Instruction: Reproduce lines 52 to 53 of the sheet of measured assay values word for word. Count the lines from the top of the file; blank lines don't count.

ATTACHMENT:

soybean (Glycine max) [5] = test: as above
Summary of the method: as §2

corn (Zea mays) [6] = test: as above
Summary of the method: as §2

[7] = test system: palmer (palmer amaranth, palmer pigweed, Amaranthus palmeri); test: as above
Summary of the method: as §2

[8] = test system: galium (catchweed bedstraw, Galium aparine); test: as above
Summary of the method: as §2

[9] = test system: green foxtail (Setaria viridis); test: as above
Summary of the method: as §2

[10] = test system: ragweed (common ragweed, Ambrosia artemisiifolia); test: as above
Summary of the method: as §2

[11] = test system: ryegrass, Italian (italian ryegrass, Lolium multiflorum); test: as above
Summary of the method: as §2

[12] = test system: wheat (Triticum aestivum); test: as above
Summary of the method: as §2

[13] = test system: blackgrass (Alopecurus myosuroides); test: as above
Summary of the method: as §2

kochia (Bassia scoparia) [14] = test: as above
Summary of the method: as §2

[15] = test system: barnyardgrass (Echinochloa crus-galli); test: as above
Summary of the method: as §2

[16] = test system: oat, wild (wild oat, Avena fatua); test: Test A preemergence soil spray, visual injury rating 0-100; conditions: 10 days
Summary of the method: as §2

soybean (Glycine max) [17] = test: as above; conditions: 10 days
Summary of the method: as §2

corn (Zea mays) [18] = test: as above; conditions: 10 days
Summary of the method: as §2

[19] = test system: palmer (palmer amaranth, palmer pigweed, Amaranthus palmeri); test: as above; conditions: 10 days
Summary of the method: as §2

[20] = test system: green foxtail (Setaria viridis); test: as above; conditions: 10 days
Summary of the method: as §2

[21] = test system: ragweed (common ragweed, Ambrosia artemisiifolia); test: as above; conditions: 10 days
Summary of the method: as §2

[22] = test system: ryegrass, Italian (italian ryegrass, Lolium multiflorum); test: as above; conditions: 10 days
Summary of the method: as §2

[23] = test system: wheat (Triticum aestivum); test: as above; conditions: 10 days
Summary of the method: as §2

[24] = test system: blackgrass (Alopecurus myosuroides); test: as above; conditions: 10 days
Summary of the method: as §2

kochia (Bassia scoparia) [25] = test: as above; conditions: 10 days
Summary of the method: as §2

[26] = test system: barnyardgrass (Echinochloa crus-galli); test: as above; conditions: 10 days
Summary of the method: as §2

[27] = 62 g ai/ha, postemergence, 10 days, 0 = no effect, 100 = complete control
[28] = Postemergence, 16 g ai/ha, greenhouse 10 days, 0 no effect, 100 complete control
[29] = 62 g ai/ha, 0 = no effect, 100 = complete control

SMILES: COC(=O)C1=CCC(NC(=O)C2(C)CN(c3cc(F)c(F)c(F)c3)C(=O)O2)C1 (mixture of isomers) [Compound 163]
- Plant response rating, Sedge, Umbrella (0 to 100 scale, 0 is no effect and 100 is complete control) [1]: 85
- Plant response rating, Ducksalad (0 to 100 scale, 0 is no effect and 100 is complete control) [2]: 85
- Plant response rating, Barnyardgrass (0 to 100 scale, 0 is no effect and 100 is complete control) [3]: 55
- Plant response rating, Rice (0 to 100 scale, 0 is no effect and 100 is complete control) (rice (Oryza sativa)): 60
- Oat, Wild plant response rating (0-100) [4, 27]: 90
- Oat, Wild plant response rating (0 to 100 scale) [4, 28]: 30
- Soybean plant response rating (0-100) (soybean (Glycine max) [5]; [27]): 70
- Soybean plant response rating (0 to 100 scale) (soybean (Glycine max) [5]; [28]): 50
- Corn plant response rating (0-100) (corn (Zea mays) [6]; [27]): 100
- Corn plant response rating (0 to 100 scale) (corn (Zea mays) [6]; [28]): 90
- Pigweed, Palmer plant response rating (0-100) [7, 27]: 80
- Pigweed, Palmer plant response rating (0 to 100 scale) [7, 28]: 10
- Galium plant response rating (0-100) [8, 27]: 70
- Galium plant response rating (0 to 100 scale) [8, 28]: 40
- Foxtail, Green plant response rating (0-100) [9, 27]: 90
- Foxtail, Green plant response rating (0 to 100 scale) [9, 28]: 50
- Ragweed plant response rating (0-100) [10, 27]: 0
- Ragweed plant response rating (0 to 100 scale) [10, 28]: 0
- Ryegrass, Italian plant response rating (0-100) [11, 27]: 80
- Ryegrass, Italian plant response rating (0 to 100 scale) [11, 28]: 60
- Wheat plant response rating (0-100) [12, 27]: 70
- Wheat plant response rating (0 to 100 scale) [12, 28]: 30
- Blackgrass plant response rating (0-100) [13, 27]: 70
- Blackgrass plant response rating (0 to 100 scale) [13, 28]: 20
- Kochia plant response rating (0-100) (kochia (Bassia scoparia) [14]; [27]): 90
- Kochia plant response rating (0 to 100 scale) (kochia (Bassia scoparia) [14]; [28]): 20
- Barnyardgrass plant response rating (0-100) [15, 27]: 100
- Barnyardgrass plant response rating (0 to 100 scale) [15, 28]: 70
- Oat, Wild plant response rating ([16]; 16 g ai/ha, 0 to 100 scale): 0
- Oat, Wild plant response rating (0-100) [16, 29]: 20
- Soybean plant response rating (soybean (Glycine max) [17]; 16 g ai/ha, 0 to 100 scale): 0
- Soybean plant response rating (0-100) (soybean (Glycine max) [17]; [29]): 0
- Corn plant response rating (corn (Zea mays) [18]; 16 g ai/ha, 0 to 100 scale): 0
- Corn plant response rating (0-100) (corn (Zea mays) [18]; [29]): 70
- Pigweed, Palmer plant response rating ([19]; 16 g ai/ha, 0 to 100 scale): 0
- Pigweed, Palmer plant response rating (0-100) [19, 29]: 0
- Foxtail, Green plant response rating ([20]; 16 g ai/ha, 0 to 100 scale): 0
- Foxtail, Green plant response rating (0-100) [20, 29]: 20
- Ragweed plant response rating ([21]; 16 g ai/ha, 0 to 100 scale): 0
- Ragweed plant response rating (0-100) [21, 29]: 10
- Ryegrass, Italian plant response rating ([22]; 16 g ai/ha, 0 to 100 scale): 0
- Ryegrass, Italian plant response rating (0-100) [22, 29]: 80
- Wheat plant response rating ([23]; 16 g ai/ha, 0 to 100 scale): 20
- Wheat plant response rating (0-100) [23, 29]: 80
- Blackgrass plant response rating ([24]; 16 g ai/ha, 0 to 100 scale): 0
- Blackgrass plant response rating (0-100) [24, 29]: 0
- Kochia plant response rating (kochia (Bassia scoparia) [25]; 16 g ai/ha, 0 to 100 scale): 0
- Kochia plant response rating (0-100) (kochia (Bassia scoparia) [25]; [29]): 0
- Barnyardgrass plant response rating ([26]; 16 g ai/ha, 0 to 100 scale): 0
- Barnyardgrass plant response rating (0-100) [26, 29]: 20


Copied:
- Plant response rating, Rice (0 to 100 scale, 0 is no effect and 100 is complete control) (rice (Oryza sativa)): 60
- Oat, Wild plant response rating (0-100) [4, 27]: 90